Overnight cell cultures of SBW25 (A) and 1B4 (B) were produced from glycerol stocks in shaking KB microcosms. A 1-mL aliquot of each was washed and resuspended in M9 medium to a common cell density (based on OD600 of the KB culture). 2-μL aliquots of resuspension were used to inoculate 148 μL of appropriate fresh medium in wells of a 96-well plate. Four types of media were used: M9 (blue lines on graphs), M9 + arginine (0.6 mM, pink lines), M9 + uracil (1 mM, orange lines), and M9 + arginine + uracil (green lines). Each of the eight genotype-medium combinations was replicated five times, and the 16 wells were used as media controls. The OD600 of each well was measured at 5-min intervals for 50 h, with 5 sec shaking prior to each read (using a VERSAmax plate reader). Hourly time-point data was plotted (data points are means of 5 replicates +/- 1 SE). While 1B4 grows more slowly than SBW25 in M9, 1B4 is not an auxotroph. The 1B4 growth rate deficiency is partially alleviated by addition of arginine, an effect that is increased by the addition of both arginine and uracil. The addition of uracil alone results in an even slower 1B4 growth rate than observed in M9. It is likely that this result reflects the complex regulatory systems governing CPSase biosynthesis and activity; pyrimidines have been shown to repress the transcription and activity of E. coli CPSase [59,60].


S4 Fig. Construction of the carB mutation in E. coli does not cause capsule switching.

A carB mutation was constructed in E. coli B REL606. The mutation constructed was c2023t, the equivalent to the SBW25 c2020t carB mutation (A; a section of SBW25 carB aligned with that of REL606, base of interest highlighted in red). Phenotypic analysis of the constructed genotype (REL606-carB*), together with REL606-carBwt (containing wild-type carB, isolated from the same procedure as REL606-carB*) and 1B4, revealed no sign of switching at either the cellular or colony level in the constructed genotype (B). Phenotypic assays were conducted at three temperatures (26°C, 30°C, and 37°C) because CAP expression in 1B4 was found to be extremely sensitive to temperature, showing no expression over 28°C. Cells of each genotype were grown in LB medium for ~16 h and then transferred to fresh LB medium for ~24 h. Colonies were grown from LB cultures on LB agar for 24 (37°C) or 48 (30°C and 26°C) h.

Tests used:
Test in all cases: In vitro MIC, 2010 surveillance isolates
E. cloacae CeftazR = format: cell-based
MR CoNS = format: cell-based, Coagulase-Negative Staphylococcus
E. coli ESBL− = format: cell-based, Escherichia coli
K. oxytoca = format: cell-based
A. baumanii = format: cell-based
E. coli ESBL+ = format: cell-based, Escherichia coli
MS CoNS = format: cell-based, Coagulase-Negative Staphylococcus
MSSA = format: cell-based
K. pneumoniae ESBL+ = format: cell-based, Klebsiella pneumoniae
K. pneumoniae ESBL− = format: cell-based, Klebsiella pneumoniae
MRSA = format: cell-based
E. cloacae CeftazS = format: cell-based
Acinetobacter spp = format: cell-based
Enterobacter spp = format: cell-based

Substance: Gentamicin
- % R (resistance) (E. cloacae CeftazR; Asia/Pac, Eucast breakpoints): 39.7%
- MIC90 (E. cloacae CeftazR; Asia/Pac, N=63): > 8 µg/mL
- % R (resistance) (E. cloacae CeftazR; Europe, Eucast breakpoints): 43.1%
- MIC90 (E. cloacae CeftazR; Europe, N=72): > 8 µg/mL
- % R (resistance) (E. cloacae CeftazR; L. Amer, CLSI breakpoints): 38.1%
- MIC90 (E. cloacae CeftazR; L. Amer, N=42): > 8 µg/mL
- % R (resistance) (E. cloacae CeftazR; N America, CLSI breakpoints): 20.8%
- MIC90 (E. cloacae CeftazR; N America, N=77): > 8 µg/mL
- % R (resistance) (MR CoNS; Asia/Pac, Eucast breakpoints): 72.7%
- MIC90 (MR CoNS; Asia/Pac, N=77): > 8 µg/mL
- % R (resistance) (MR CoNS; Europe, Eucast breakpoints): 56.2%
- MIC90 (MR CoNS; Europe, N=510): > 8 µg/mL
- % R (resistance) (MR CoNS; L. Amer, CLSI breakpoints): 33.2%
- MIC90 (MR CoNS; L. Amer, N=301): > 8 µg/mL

S5 Fig. Chemical equations defining intracellular processes and conditions surrounding the growth-capsulation model.

The equations describe intracellular conditions influencing the capsule switch decision (Fig. 6), demonstrating that a minimal set of components can theoretically give rise to switching. All components and interactions could be substituted so long as low UXP (signal molecule) leads to a bias in UTP utilization towards CAP biosynthesis. The system positive regulator (activator) remains constant for simplicity. (A) Describes processes affecting concentrations of the signal molecule, UXP. In the actual biological system, UXP production requires a multistep pathway; for simplicity, we model it as a constant rate (Equation A1). There are two branches for UTP utilization (Fig. 2); in the model, CAP synthesis is regulated solely by CAP (equation A2), and nucleotide synthesis is regulated solely by PyrG (Equation A3). To bias UTP utilization towards CAP under low UXP, the model assumes that UXP sequesters a transcriptional activator for the CAP biosynthetic genes (Equation A4). CA = CAP. (B) Encapsulates intracellular processes controlling the transcription of CAP biosynthetic genes. The primary purpose is to enable low UXP to signal CAP production. poly = DNA polymerase, DNAca = CAP biosynthetic gene promoter, mRNAca = CAP biosynthetic gene mRNA. (C) Encapsulates the Cap+ to Cap- switch and maintenance of Cap-. Since the low UXP signal triggers Cap+, we require Cap+ to induce temporary relief to capsule production. To achieve this, we invoke a repressor triggered by Cap+, via direct regulation by CAP. We assume cooperativity and dimerization in the genetic regulation so as to achieve clear delineation between high and low CAP states. (D) Defines the turnover of mRNA and protein in the cell. Degradation of the CAP transcriptional repressor allows the Cap- state to end. Thus, the time scale of protein degradation determines the length of time before the system can respond to the low UXP signal again. ø = simple molecular by-products.